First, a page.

A Community Trust Survey of Prenatal Care in Chicago; A Study of the Importance Pf Prenatal Care and of the Existing Facilities in Local Hospitals a

A Community Trust Survey of Prenatal Care in Chicago; A Study of the Importance Pf Prenatal Care and of the Existing Facilities in Local Hospitals a

By (author) 

List price: US$11.04

Currently unavailable

We can notify you when this item is back in stock

Add to wishlist

AbeBooks may have this title (opens in new window).

Try AbeBooks

Description

This historic book may have numerous typos and missing text. Purchasers can usually download a free scanned copy of the original book (without typos) from the publisher. Not indexed. Not illustrated. 1922 edition. Excerpt: ...Health Dept. of Chicago, Dec, 1921. f" A Commuj"i.ty Trust Survey 7 # t " I t flow marfyo"fthos'e undercare as private cases would have profited, in physical welfare, by the supervision of a clinic, dispensary, or hospital, during prfgY&iJcy;. iis.imposssibfe, to.f&y. There is no general index of the amount or qmifity-C)f', thc, Brpnata3'ife given by private physicians. That varies with individual practice. Not all, it must be admitted and regretted, live up to the standard of prenatal care set by the leaders of the profession. The question cannot be answered, but nevertheless arises: How many general practitioners actually measure the pelvis, periodically examine the urine and take the blood pressure of the women who trust themselves to their care? Physicians who were met in the course of this investigation and were asked the question replied from "one in ten" to "one in a hundred." Whether are not the institutions offering city wide prenatal care, should give such service to women who expect to be delivered as private patients by physicians and midwives, is a question distinctly controversial. Though only a small proportion of the institutions supplying prenatal care, admit such patients to the clinic, agreement upon this point, as will further be seen in Section 12, and the shaping of policy by the thorough discussion of all those interested, is needed in the Chicago field. e For the present, it is well to remember that there is a large and unprotected group of mothers who are receiving no maternity care by physicians. In 1908, it was found that 47 per cent of the registered births in Chicago were reported by midwives. (a) In 1913, figures indicated that the number had increased...show more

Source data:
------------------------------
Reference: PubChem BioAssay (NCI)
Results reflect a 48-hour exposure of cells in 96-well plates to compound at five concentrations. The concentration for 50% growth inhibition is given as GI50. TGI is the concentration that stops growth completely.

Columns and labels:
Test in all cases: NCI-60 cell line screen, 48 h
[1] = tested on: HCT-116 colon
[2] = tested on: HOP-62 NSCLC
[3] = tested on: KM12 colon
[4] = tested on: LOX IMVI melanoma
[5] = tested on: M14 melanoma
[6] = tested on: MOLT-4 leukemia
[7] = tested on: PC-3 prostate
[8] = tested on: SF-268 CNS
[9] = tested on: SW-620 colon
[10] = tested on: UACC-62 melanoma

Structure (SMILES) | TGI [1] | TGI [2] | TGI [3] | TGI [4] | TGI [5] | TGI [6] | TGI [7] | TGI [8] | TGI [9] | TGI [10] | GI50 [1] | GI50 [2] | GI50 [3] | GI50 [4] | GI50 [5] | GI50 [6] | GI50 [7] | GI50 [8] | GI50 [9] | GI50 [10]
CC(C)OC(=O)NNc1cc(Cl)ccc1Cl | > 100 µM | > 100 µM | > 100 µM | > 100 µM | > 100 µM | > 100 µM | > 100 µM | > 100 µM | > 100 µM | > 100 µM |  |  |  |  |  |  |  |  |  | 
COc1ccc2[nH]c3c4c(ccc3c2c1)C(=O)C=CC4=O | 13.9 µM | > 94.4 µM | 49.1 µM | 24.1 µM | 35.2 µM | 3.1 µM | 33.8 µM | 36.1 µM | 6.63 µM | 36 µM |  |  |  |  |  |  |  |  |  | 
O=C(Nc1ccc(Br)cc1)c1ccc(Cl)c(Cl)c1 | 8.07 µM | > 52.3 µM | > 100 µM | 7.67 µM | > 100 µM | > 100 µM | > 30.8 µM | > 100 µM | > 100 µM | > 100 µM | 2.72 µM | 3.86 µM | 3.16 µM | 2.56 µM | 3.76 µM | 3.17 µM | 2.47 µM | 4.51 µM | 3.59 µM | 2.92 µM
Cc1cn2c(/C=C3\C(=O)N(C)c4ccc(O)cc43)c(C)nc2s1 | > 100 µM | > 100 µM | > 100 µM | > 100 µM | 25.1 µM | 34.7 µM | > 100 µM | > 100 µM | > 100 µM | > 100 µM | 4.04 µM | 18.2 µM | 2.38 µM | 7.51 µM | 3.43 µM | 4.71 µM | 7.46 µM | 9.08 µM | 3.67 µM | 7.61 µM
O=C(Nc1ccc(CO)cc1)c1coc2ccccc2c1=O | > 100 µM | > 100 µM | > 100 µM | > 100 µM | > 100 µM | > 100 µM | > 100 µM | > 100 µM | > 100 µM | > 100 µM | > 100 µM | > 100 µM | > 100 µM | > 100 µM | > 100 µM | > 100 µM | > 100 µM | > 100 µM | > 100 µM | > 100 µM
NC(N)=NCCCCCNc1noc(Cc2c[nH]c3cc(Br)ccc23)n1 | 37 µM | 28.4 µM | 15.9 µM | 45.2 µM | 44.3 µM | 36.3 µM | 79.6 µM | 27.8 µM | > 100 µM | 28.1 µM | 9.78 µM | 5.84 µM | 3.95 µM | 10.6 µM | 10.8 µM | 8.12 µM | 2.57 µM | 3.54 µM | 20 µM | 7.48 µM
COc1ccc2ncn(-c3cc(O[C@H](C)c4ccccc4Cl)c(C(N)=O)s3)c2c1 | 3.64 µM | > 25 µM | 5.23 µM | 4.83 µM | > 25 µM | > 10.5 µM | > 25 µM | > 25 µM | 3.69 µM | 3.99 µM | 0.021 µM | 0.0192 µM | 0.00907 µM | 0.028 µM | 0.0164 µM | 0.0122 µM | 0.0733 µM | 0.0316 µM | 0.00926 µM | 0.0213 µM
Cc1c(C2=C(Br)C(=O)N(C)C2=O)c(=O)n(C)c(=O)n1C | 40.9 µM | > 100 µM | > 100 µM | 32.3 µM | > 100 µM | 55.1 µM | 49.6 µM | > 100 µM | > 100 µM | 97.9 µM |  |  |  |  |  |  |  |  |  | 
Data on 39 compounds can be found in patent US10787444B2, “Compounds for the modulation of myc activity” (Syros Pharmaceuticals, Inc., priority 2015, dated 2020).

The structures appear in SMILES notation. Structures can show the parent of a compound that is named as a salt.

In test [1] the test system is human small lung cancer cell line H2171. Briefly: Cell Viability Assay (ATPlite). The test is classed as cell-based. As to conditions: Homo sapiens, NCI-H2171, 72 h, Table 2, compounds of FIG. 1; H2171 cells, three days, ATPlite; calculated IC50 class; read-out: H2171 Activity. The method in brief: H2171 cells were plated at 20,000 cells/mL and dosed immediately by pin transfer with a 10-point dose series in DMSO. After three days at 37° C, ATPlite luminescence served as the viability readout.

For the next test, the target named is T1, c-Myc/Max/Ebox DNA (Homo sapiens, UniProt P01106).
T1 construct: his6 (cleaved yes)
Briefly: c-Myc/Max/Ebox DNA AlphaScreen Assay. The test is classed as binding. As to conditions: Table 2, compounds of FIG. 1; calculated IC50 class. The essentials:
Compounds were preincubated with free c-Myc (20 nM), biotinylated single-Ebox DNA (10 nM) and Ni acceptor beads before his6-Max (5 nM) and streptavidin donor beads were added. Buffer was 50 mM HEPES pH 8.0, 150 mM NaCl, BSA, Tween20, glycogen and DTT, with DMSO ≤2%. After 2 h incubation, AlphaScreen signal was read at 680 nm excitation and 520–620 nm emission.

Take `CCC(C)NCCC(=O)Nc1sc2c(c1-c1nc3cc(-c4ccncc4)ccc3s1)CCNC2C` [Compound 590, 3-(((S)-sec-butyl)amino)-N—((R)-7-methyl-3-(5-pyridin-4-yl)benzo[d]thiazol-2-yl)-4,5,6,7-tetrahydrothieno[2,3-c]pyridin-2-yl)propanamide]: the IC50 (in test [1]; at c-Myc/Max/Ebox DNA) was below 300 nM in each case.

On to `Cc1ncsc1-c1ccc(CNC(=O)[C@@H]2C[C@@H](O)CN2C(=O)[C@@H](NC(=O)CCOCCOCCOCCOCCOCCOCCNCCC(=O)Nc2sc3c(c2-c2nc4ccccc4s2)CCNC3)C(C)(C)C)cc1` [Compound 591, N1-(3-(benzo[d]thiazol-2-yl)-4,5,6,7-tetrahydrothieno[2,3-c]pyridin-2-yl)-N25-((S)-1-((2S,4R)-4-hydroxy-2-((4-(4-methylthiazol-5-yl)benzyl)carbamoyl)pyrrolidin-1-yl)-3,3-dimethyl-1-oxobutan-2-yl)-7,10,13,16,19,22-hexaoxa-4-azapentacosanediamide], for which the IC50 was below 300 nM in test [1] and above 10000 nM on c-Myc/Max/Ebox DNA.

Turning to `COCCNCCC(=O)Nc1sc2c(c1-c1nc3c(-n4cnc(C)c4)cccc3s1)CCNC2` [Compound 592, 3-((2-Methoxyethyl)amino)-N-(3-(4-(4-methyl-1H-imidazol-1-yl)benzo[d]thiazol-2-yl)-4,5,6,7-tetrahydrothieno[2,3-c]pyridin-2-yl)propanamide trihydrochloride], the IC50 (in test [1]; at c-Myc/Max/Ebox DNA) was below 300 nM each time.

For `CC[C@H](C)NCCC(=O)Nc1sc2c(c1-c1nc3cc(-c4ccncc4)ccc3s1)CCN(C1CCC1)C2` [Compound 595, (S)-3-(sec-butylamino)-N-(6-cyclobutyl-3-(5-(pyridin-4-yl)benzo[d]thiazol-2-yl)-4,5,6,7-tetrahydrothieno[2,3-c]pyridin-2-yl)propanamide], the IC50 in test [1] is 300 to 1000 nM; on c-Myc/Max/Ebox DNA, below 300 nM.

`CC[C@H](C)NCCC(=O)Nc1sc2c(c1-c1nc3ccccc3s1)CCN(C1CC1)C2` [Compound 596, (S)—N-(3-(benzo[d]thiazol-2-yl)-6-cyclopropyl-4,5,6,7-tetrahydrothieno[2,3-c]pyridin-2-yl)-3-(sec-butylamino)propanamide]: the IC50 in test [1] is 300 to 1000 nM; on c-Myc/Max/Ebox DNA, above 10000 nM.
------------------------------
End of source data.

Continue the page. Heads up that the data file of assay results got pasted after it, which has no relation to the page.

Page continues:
Product details

  • Paperback | 44 pages
  • 189 x 246 x 2mm | 95g
  • Rarebooksclub.com
  • United States
  • English
  • black & white illustrations
  • 1236497953
  • 9781236497956